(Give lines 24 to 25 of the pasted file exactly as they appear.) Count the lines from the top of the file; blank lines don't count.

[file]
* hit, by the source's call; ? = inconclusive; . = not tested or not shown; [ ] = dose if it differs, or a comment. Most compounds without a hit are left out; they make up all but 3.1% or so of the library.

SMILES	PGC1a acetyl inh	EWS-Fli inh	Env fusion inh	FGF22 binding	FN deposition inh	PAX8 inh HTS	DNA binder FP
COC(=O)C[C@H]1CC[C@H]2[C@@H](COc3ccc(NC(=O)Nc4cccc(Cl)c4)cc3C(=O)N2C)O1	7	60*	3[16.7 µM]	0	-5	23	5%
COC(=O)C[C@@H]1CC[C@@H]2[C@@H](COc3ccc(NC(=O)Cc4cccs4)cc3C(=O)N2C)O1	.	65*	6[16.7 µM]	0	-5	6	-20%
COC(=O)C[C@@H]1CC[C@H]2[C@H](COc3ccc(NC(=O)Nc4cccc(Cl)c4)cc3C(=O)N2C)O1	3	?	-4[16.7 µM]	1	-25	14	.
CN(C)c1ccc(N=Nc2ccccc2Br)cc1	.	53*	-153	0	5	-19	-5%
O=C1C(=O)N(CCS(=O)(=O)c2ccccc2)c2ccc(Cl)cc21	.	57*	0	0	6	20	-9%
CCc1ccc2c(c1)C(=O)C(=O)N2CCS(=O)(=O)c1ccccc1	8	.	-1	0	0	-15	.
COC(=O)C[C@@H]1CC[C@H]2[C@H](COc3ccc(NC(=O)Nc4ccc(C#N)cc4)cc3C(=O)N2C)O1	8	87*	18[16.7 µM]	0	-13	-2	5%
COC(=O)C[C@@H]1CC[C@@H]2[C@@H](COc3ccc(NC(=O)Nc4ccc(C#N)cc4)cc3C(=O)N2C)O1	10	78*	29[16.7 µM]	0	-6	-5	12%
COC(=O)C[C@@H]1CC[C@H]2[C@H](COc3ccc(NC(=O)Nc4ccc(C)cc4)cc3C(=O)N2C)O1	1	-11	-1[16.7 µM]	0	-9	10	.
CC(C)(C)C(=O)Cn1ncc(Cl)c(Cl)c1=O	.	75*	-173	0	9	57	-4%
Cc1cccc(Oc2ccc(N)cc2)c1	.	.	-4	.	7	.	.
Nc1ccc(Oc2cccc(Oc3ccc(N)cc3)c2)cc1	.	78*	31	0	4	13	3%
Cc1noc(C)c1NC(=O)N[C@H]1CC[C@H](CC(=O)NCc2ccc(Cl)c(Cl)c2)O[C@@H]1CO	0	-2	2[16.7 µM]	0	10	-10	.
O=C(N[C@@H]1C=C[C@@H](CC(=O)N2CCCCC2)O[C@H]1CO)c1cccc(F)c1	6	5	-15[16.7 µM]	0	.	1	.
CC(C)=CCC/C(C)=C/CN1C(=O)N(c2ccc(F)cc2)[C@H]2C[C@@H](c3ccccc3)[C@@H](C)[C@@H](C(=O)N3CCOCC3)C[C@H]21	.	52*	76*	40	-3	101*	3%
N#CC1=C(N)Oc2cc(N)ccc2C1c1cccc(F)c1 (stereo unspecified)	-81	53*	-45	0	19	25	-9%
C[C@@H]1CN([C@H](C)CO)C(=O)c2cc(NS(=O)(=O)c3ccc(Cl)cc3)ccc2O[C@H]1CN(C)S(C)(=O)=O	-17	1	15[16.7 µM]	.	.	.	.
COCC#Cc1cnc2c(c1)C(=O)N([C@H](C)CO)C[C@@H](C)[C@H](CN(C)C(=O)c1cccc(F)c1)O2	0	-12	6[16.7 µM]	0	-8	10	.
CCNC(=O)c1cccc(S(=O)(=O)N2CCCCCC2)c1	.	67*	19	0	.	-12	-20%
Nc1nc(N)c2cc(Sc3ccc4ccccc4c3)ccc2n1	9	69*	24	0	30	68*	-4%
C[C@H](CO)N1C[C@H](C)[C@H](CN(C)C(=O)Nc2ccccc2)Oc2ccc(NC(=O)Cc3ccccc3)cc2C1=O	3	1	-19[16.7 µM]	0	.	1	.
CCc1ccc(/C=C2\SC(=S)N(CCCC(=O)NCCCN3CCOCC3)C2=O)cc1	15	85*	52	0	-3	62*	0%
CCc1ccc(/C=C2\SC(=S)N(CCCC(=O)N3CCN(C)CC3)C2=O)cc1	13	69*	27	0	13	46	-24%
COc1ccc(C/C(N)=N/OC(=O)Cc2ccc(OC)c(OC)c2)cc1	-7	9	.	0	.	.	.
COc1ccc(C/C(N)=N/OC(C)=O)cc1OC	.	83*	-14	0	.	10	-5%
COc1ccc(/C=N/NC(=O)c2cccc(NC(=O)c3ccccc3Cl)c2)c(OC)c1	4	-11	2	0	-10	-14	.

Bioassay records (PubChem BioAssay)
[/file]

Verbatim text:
CCc1ccc(/C=C2\SC(=S)N(CCCC(=O)NCCCN3CCOCC3)C2=O)cc1	15	85*	52	0	-3	62*	0%
CCc1ccc(/C=C2\SC(=S)N(CCCC(=O)N3CCN(C)CC3)C2=O)cc1	13	69*	27	0	13	46	-24%